Look familiar? This is info from the LAST period (POST CLASSICAL 1200-1450), but the College Board is saying traditional labor systems intensified… So, here are the main ones from the previous period…

Look familiar? This is info from the LAST period (POST CLASSICAL 1200-1450), but the College Board is saying traditional labor systems intensified… So, here are the main ones from the previous period…

  • The demand for labor intensified as a result of the growing global demand for raw materials and finished products. Traditional peasant agriculture increased and changed in nature, plantations expanded, and the Atlantic slave trade developed and intensified.


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  • Peasant and artisan labor continued and intensified (Frontier settlements in Siberia Russia, Cotton textiles in India, Silk production in China) in many regions as the demand for food and consumer goods increased.

    • Enslavement in Africa continued in its traditional forms, including incorporation of enslaved persons into households and the export of enslaved persons to the Mediterranean and the Indian Ocean regions.

    • The growth of the plantation economy increased the demand for enslaved labor in the Americas, leading to significant demographic, social, and cultural changes.

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  • The power of existing political and economic elites fluctuated as the elites confronted new challenges to their ability to affect the policies of the increasingly powerful monarchs and leaders.

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Empires achieved increased scope and influence around the world, shaping and being shaped by the diverse populations they incorporated.

Empires achieved increased scope and influence around the world, shaping and being shaped by the diverse populations they incorporated.

  • Rulers continued to use religious ideas, art, and monumental architecture to legitimize their rule.

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  • Recruitment and use of bureaucratic elites, as well as the development of military professionals, became more common among rulers who wanted to maintain centralized control over their populations and resources.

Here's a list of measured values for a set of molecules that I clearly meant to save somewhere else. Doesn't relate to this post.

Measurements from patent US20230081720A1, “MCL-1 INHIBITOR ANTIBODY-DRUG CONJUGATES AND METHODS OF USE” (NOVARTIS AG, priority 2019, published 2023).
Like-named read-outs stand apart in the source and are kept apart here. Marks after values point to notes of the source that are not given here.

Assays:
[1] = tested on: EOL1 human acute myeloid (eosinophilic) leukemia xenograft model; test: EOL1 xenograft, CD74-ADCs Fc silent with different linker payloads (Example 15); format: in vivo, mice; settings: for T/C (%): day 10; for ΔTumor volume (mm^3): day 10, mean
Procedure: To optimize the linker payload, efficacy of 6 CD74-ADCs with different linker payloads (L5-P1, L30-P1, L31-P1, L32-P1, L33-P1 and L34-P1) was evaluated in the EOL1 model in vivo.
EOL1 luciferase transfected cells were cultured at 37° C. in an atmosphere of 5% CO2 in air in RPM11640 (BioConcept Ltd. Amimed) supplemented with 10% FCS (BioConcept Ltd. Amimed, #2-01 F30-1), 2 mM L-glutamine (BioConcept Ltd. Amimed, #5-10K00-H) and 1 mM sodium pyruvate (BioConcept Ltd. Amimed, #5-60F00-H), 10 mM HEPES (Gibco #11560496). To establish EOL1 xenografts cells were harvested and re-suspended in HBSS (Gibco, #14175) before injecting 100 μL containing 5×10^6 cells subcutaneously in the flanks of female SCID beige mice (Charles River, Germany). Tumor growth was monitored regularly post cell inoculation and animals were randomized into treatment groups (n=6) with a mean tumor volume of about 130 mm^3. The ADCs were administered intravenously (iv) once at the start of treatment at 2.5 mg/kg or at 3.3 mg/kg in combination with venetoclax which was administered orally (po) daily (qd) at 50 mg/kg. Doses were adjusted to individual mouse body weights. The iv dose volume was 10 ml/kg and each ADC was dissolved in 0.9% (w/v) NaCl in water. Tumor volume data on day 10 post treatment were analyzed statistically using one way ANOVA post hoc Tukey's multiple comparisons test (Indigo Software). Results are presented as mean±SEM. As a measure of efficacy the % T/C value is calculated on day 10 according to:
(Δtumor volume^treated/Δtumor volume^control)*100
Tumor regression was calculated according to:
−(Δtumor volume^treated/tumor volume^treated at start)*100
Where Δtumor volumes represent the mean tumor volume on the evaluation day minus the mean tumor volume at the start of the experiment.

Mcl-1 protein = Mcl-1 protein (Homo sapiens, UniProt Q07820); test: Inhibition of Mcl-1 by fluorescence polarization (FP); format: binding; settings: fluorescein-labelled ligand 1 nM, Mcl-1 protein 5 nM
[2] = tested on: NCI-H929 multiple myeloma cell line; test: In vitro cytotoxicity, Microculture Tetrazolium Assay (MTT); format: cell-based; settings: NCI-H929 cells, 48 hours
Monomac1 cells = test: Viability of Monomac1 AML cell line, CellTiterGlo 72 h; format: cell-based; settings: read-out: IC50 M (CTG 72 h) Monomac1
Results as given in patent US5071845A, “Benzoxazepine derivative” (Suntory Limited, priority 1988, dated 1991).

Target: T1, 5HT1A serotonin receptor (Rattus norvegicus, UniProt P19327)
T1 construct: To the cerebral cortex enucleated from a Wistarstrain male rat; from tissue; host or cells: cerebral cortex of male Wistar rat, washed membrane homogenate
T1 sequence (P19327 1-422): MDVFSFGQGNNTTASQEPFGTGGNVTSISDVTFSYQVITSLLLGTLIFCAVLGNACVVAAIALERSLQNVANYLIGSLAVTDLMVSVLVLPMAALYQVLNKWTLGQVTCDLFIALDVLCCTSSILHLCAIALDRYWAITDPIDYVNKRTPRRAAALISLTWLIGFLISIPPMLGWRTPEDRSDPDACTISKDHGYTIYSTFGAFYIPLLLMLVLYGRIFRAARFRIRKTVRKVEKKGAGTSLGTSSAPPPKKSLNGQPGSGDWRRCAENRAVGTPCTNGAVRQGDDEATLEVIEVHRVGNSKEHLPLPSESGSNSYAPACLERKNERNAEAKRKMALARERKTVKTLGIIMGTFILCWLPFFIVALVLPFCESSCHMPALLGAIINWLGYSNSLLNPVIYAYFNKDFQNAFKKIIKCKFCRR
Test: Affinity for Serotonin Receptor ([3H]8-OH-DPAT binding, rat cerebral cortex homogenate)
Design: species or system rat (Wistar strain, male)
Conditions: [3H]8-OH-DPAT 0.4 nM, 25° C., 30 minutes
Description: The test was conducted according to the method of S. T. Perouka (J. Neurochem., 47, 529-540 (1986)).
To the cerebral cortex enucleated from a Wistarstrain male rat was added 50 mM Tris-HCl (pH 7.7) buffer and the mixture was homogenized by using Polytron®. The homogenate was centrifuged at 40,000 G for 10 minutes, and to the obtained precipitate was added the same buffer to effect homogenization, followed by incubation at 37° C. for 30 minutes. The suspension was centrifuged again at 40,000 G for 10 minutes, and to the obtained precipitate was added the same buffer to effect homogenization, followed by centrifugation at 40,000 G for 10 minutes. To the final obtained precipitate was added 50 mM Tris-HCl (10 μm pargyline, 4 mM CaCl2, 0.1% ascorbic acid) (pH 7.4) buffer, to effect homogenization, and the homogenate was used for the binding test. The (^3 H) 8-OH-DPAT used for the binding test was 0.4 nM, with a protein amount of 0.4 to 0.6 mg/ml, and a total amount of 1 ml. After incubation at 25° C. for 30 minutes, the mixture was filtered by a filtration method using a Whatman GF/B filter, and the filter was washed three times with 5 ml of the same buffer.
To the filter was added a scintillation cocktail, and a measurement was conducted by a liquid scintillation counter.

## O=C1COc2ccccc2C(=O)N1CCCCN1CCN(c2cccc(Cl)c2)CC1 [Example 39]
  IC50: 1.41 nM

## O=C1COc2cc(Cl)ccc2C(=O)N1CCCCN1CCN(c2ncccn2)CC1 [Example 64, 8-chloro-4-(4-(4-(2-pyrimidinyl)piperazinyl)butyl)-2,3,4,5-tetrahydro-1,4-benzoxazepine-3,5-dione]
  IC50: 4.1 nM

• Rulers used tribute collection, tax farming, and innovative tax-collection systems to generate revenue in order to forward state power and expansion.

  • Europeans established new trading posts in Africa and Asia, which proved profitable for the rulers and merchants involved in new global trade networks.

    • Some Asian states sought to limit the disruptive economic and cultural effects of European-dominated long-distance trade by adopting restrictive or isolationist trade policies.

  • The expansion of maritime trading networks fostered the growth of states in Africa, including the Asante and the Kingdom of the Kongo, whose participation in trading networks led to an increase in their influence.

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  • Despite some disruption and restructuring due to the arrival of Portuguese, Spanish, and Dutch merchants, existing trade networks in the Indian Ocean continued to flourish and included intra-Asian trade and Asian merchants.

  • Land empires included:

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THE COLLEGE BOARD DOES NOT MENTION THE NEXT FOUR IN THEIR LAND EMPIRES LIST. BUT, THEY DO COME UP IN OTHER AREAS OF THE CURRICULUM AND ARE LAND EMPIRES… SO, I’M INCLUDING THEM TOO…

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  • Driven largely by political, religious, and economic rivalries, European states established new maritime empires,including:

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  • Political and religious disputes led to rivalries and conflict between states.

  • Economic disputes led to rivalries and conflict between states.

  • State expansion and centralization led to resistance from an array of social, political, and economic groups on a local level.